Dog-loving Nazanin, from Tehran, Iran, has been living in South Carolina for the last seven years.
The PhD graduate says she travelled to Tehran on January 20 for her once-a-year visit to her home country.
She arrived in Iran but, as news spread about Trump’s ban on immigrants from Iran, she tried to get back to the USA as soon as possible.
Nazanin made it as far as Dubai before being prevented from travelling onto Washington.
She said: “It was shocking and I could not believe a country like the United States, that is all about acting based on law and supporting human rights, will keep someone who has lived there for almost seven years and have valid visa and documents from returning to her home.
“I humbly ask for your support in my return to the United States, to my home, my dog, my car, my career, and my friends. My story will be much like others who dedicated their lives to their dream – the American Dream – and whose intentions and lives were turned upside-down on Friday without notice or reason.”
Amin, a professor at Yale University, said in a Facebook post that around three weeks ago his wife took their newborn daughter back to Iran, to visit her grandparents for the first time.
He now fears his wife and daughter are not going to be able to return.
“We are permanent residents [of the US] and my child is a US citizen but because of the executive order, they may not be able to re-enter and I cannot leave the US because I maybe barred from re-entering,” Amin said in a Twitter post.
“This is a very devastating situation for us and I hope it will be resolved soon.”
Mohammed Al Rawi
Mohammed, a former translator for American journalists based in Baghdad, was granted asylum in the US.
In a Facebook post he said his 69-year-old father was prevented from visiting him in Los Angeles.
“I don’t understand how this [Trump’s executive order] is going to secure or prevent terrorism.
“Al Qaeda targeted me, my family, they sabotaged my house, they looted my belongings, so I am a victim of terrorism and this is how I could come to the United States as an asylum refugee,” said Mohammed.
“I would welcome any step that would prevent a terrorist attack from happening anywhere in the world.
“I struggle to see how this is going to stop terrorism happening, it might actually do the opposite.”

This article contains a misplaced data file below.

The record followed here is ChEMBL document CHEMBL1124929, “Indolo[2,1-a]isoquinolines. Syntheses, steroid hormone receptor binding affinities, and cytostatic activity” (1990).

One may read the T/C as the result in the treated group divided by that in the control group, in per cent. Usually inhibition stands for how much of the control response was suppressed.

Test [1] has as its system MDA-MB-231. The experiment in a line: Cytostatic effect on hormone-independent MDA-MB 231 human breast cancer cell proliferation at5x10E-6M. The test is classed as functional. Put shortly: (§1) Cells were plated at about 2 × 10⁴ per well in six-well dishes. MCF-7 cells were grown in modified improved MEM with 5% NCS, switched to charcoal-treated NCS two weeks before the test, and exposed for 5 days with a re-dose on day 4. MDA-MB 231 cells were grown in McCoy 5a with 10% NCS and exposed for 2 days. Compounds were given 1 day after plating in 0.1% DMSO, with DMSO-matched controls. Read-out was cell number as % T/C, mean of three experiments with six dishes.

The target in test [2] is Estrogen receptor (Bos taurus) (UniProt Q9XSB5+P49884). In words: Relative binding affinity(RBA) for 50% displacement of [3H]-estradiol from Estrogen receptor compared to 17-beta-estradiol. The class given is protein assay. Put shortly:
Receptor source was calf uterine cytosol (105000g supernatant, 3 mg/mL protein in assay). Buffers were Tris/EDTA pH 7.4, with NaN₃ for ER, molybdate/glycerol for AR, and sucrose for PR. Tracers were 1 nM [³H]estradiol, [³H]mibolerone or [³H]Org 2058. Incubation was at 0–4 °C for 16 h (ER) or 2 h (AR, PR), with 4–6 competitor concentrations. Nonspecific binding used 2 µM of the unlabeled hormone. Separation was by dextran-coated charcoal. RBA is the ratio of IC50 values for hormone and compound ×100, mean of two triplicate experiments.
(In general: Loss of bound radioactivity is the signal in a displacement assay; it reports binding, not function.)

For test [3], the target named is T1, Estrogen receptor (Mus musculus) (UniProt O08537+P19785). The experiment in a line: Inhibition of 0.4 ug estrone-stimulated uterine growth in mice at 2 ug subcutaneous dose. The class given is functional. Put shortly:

Talking about how his father – a retired civil servant – felt after being turned back, he added: “He was just beat up, he was very tired and sad and he just wanted to get some sleep.”
Poet and author Fatemeh said she was forced into exile after protests around the 2009 presidential elections in her home country of Iran.
After several years in Britain, she arrived in the US just a month ago and says the ban has turned her life upside down.
“Everything, including my career is now at risk. I have been sleepless,” wrote Fatemeh, who is an assistant professor of Persian literature at the University of Pennsylvania.
“As long as you were born in Iran you are accused of being a terrorist and therefore you are banned from living a normal life.
“You are banned from seeing your loved ones.
“You are banned from travelling (as an academic it is crucial for you to attend conferences).
“You are banned from being a human being.”
Ali, who is studying anthropology at Yale University, says he left New York on January 22 to do some research in Afghanistan.
He’s stranded in Dubai and doesn’t know if he’s going to be able to return.
“As a human rights activist I can’t go back to my home country, Iran, which means I’m welcomed neither by the Iranian or American governments,” Ali told Al Jazeera.
“My story though is just one out of thousands and I think the intensity and severity of my situation is not comparable to many other stories.
“What the ban is doing is just feeding the existing Islamaphobia and those sentiments, which I think are on the rise in the USA.”